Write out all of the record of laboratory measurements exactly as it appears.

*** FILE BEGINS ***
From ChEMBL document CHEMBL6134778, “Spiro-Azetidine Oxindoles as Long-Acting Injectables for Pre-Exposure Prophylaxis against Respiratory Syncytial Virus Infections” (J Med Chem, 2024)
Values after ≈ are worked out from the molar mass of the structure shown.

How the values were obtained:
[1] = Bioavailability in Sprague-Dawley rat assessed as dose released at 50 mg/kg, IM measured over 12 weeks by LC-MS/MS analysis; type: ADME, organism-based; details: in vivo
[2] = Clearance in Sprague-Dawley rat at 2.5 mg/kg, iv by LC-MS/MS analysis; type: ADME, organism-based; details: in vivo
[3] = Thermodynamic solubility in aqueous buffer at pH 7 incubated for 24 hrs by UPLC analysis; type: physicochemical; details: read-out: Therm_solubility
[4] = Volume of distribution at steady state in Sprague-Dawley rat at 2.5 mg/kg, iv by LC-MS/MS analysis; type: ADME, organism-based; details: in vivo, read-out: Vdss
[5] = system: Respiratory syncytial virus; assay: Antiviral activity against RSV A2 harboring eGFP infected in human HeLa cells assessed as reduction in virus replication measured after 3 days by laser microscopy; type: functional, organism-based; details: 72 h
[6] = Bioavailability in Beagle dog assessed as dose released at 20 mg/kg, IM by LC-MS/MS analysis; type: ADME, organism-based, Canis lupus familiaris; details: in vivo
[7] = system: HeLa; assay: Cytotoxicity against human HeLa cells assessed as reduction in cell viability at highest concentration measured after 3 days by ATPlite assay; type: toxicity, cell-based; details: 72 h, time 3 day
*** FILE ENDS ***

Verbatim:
From ChEMBL document CHEMBL6134778, “Spiro-Azetidine Oxindoles as Long-Acting Injectables for Pre-Exposure Prophylaxis against Respiratory Syncytial Virus Infections” (J Med Chem, 2024)
Values after ≈ are worked out from the molar mass of the structure shown.

How the values were obtained:
[1] = Bioavailability in Sprague-Dawley rat assessed as dose released at 50 mg/kg, IM measured over 12 weeks by LC-MS/MS analysis; type: ADME, organism-based; details: in vivo
[2] = Clearance in Sprague-Dawley rat at 2.5 mg/kg, iv by LC-MS/MS analysis; type: ADME, organism-based; details: in vivo
[3] = Thermodynamic solubility in aqueous buffer at pH 7 incubated for 24 hrs by UPLC analysis; type: physicochemical; details: read-out: Therm_solubility
[4] = Volume of distribution at steady state in Sprague-Dawley rat at 2.5 mg/kg, iv by LC-MS/MS analysis; type: ADME, organism-based; details: in vivo, read-out: Vdss
[5] = system: Respiratory syncytial virus; assay: Antiviral activity against RSV A2 harboring eGFP infected in human HeLa cells assessed as reduction in virus replication measured after 3 days by laser microscopy; type: functional, organism-based; details: 72 h
[6] = Bioavailability in Beagle dog assessed as dose released at 20 mg/kg, IM by LC-MS/MS analysis; type: ADME, organism-based, Canis lupus familiaris; details: in vivo
[7] = system: HeLa; assay: Cytotoxicity against human HeLa cells assessed as reduction in cell viability at highest concentration measured after 3 days by ATPlite assay; type: toxicity, cell-based; details: 72 h, time 3 day